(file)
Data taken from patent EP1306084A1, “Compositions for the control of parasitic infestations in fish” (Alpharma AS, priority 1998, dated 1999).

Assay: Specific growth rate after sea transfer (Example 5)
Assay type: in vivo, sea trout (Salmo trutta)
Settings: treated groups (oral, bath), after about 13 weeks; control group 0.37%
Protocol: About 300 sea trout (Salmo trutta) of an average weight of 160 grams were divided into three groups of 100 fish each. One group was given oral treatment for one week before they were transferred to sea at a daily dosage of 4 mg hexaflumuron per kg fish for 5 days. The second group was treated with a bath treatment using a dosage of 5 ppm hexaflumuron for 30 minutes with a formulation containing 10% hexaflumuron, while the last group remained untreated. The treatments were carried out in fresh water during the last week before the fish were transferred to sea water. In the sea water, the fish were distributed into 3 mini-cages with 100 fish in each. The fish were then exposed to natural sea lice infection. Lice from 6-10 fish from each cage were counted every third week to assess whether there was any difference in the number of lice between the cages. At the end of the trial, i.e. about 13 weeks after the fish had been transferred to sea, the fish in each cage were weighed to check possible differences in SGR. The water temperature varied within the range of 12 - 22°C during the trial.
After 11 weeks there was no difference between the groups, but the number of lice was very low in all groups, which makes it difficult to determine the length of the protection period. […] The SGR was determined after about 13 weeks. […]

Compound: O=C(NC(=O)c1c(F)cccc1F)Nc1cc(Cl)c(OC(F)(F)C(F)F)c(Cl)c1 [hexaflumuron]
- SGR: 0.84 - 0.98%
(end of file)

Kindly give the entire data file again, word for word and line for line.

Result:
Data taken from patent EP1306084A1, “Compositions for the control of parasitic infestations in fish” (Alpharma AS, priority 1998, dated 1999).

Assay: Specific growth rate after sea transfer (Example 5)
Assay type: in vivo, sea trout (Salmo trutta)
Settings: treated groups (oral, bath), after about 13 weeks; control group 0.37%
Protocol: About 300 sea trout (Salmo trutta) of an average weight of 160 grams were divided into three groups of 100 fish each. One group was given oral treatment for one week before they were transferred to sea at a daily dosage of 4 mg hexaflumuron per kg fish for 5 days. The second group was treated with a bath treatment using a dosage of 5 ppm hexaflumuron for 30 minutes with a formulation containing 10% hexaflumuron, while the last group remained untreated. The treatments were carried out in fresh water during the last week before the fish were transferred to sea water. In the sea water, the fish were distributed into 3 mini-cages with 100 fish in each. The fish were then exposed to natural sea lice infection. Lice from 6-10 fish from each cage were counted every third week to assess whether there was any difference in the number of lice between the cages. At the end of the trial, i.e. about 13 weeks after the fish had been transferred to sea, the fish in each cage were weighed to check possible differences in SGR. The water temperature varied within the range of 12 - 22°C during the trial.
After 11 weeks there was no difference between the groups, but the number of lice was very low in all groups, which makes it difficult to determine the length of the protection period. […] The SGR was determined after about 13 weeks. […]

Compound: O=C(NC(=O)c1c(F)cccc1F)Nc1cc(Cl)c(OC(F)(F)C(F)F)c(Cl)c1 [hexaflumuron]
- SGR: 0.84 - 0.98%